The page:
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Slavery's constitution: from revolution to ratification

Book Cover
Average Rating
Publisher:
Hill and Wang,
Pub. Date:
2009.
Language:
English
Description
Taking on decades of received wisdom, David Waldstreicher has written the first book to recognize slavery’s place at the heart of the U.S. Constitution. Famously, the Constitution never mentions slavery. And yet, of its eighty-four clauses, six were directly concerned with slaves and the interests of their owners. Five other clauses had implications for slavery that were considered and debated by the delegates to the 1787 Constitutional Convention and the citizens of the states during ratification. This “peculiar institution” was not a moral blind spot for America’s otherwise enlightened framers, nor was it the expression of a mere economic interest. Slavery was as important to the making of the Constitution as the Constitution was to the survival of slavery. By tracing slavery from before the revolution, through the Constitution’s framing, and into the public debate that followed, Waldstreicher rigorously shows that slavery was not only actively discussed behind the closed and locked doors of the Constitutional Convention, but that it was also deftly woven into the Constitution itself. For one thing, slavery was central to the American economy, and since the document set the stage for a national economy, the Constitution could not avoid having implications for slavery. Even more, since the government defined sovereignty over individuals, as well as property in them, discussion of sovereignty led directly to debate over slavery’s place in the new republic. Finding meaning in silences that have long been ignored, Slavery’s Constitution is a vital and sorely needed contribution to the conversation about the origins, impact, and meaning of our nation’s founding document.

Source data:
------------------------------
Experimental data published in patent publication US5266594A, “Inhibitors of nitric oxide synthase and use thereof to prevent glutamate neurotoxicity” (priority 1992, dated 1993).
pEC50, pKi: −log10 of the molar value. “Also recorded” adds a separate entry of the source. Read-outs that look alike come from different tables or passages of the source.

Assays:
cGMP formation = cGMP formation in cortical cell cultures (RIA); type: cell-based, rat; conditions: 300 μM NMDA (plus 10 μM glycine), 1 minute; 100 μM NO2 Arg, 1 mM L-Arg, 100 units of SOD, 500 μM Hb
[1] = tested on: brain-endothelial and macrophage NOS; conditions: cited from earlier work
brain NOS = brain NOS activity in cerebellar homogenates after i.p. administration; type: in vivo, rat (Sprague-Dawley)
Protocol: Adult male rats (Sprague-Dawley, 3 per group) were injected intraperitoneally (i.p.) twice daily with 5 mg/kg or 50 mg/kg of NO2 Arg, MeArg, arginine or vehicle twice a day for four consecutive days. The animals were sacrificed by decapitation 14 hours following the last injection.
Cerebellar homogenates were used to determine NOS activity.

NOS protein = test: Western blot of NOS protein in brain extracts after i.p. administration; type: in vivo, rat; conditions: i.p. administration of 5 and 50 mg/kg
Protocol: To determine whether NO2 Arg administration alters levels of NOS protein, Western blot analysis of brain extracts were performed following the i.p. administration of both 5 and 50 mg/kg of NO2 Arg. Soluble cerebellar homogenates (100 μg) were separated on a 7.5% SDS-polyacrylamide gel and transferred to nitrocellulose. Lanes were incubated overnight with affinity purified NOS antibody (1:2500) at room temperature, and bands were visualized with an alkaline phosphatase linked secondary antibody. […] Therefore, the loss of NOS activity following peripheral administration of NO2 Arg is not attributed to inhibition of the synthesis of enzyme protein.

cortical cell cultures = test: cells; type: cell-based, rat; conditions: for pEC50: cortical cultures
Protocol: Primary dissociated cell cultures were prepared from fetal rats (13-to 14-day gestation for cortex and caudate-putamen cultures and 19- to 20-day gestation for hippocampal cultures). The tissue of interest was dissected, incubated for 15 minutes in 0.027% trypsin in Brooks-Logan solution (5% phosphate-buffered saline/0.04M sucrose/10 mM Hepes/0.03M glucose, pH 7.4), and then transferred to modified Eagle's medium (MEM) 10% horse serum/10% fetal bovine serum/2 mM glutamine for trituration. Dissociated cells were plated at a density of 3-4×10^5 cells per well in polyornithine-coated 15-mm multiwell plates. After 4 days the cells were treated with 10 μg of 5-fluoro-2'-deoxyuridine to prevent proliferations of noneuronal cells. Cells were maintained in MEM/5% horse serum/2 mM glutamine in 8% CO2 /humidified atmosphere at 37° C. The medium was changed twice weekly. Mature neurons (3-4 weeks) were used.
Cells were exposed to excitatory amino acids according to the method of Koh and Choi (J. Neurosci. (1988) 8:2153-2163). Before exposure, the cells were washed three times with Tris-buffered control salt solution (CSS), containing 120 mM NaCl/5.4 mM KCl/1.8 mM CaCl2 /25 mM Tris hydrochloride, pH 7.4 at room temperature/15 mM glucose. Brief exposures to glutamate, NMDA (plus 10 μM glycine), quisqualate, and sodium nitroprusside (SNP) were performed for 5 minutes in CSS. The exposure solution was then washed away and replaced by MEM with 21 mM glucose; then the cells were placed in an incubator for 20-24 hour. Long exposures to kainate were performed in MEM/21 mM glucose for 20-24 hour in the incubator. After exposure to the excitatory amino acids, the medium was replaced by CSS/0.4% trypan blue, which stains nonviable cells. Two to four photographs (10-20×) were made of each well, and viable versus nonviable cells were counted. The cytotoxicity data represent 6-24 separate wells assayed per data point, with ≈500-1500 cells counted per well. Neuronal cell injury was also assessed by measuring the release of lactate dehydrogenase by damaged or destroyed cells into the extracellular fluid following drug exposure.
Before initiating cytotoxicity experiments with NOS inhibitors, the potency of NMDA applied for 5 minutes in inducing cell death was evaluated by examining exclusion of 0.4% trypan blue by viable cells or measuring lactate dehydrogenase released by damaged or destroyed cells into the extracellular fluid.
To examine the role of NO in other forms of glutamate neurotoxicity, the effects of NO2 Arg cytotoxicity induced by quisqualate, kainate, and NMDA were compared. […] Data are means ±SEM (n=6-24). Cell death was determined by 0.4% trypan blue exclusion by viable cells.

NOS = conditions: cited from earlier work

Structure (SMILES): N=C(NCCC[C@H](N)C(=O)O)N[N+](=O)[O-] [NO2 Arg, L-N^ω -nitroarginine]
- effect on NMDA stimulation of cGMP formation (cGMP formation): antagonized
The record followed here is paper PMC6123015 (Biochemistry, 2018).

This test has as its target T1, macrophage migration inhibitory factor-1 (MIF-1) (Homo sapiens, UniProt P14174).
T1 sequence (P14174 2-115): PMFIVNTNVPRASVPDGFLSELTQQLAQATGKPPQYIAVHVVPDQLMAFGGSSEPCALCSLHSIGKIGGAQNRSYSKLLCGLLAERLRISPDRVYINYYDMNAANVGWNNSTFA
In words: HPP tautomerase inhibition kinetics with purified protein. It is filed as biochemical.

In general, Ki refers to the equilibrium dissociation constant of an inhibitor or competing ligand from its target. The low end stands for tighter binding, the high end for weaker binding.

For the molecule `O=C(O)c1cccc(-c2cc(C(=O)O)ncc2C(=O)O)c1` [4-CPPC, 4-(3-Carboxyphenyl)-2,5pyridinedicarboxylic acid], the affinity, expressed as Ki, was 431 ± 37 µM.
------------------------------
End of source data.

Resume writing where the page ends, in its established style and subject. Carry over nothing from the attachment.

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ISBN:
9780809094530
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Grouping Information

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full_title slavery s constitution from revolution to ratification
author waldstreicher david
grouping_category book
lastUpdate 2016-12-14 05:07:24AM

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subject_facet Constitutional history -- United States, Slavery -- Law and legislation -- England -- History, Slavery -- Law and legislation -- United States -- History, Slavery -- United States -- Legal status of slaves in free states
table_of_contents The Mansfieldian moment -- The great compromises of the Constitutional Convention -- Protesting and ratifying slavery's constitution.
target_audience Adult
target_audience_full Adult
title Slavery's constitution : from revolution to ratification
title_display Slavery's constitution : from revolution to ratification
title_full Slavery's constitution : from revolution to ratification / David Waldstreicher
title_short Slavery's constitution :
title_sort slavery's constitution from revolution to ratification
title_sub from revolution to ratification